Hello Friends and Welcome Back.
We’re diving back into a behind-the-scenes peek at my revision process. First things first, my initial revision process is very different from those I’ve seen of other authors. This is what works for me, however I highly encourage you to look up Susan Dennard’s revision series because she does an excellent job breaking down how she goes about revisions.
For part two we’re picking up with having completed the initial read-through. As a reminder, that read-through is completely without any note taking or marking up. The initial reading is for the purpose of seeing the story as a reader (not an editor or a writer). Once that is complete, I am able to decide if the story is one that I want to dedicate a large chunk of my writing time to for the foreseeable future.
Once I’ve decided that I am prepared to give the good part of the next year to molding and improving the story, I am ready to go with initial revisions!
My Round One Revision Necessities:
- Printed Copy of my manuscript
- Plenty of loose-leaf college-ruled notebook paper
- Colorful pens (I use black, blue, pink, green, orange, and purple)
The first round of revisions is focused on the big picture items. I read through the novel scene by scene and do my best to focus on four big things and do my best to keep that focus to those four things only. On my loose-leaf paper I write “Scene 1:” at the top and make several color-coded notes about the scene in question and move forward to the next scene once I’ve finished review of that scene.
My Areas of Focus and the Color I Associate With Them:
- Cut – words, sentences, scenes to cut (Orange)
- Research – any item that should be verified or fleshed out (Green)
- Add – any scenes that either need to be expanded or new scenes that need to be added between scenes (Blue)
- Consistency – I surprise myself with how often a small detail is established in one scene and completely contradicted in another scene. (Pink)
My black pen is used for general notes about the scene. I’ve written things along the lines of “Oooh, suspense is building!” on a couple scenes. I saw another author made a point to write positive comments about her work and what she really liked. It’s so easy to pick apart my work but I’ve found that looking for positive aspects has helped me keep moving forward rather than throwing the manuscript away forever.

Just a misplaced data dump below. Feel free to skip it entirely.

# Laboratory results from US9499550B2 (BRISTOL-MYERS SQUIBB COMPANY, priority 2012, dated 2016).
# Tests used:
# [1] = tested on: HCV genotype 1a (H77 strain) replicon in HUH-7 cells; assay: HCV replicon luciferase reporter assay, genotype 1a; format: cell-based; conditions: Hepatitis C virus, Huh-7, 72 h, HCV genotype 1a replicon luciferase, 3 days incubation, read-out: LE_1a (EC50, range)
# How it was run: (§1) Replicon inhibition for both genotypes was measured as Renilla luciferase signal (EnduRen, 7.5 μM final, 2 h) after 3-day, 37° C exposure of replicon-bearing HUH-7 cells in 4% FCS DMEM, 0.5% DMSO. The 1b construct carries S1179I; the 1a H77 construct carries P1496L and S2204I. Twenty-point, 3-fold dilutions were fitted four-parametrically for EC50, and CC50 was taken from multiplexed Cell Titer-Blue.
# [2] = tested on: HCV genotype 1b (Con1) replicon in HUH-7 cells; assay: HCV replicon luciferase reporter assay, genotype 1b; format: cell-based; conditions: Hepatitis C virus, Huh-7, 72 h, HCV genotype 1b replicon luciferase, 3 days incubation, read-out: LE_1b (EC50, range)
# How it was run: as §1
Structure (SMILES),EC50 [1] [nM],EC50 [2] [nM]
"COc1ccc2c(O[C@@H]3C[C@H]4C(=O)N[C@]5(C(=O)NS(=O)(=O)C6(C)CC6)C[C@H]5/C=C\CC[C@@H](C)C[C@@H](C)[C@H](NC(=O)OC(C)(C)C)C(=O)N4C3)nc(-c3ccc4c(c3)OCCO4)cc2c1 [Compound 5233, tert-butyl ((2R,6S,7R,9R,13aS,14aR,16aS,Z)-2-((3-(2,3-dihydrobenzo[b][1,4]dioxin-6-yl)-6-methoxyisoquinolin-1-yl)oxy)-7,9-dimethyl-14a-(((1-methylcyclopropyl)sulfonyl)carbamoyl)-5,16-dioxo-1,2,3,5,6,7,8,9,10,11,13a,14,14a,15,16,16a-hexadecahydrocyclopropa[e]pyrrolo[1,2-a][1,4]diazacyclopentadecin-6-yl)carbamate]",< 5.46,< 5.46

I use my purple pen to number the scenes in the novel as well as make notes to myself. It doesn’t get used a ton but I like using multiple colors.
After I have completed review of the novel and have both the manuscript as well as my notes in my hand, then it is time to re-outline the novel. I take the scenes already written, the scenes that I have envisioned adding, as well as the scenes that I might have planned in my original outline but never wrote and I put them all together in a brand new outline.
I actually outline in a spreadsheet so that I can manipulate it as needed. Once I have the full-story outline in front of me and have gone through to remove what might be unnecessary, I pick it apart by Plot A/B/C as well as main characters to make sure that all plot lines and characters have fully developed stories and arcs.
Once I’m happy with my new outline, I go back to the first draft and notate any scenes that I really liked and want to make sure to transfer into the next draft. Even if it was something as simple as really liking a particular setting’s description or one line a character spoke, I want to make sure that those make it into the next draft.
After that, it’s time to draft again. We’ll get to that process in the next installment!
Preview of Coming Attractions:
- Brand New Blank Scrivener File
- Writing Essentials for Drafting
- Finding the Perfect Playlist
- Deviating from the Plan (if it happens)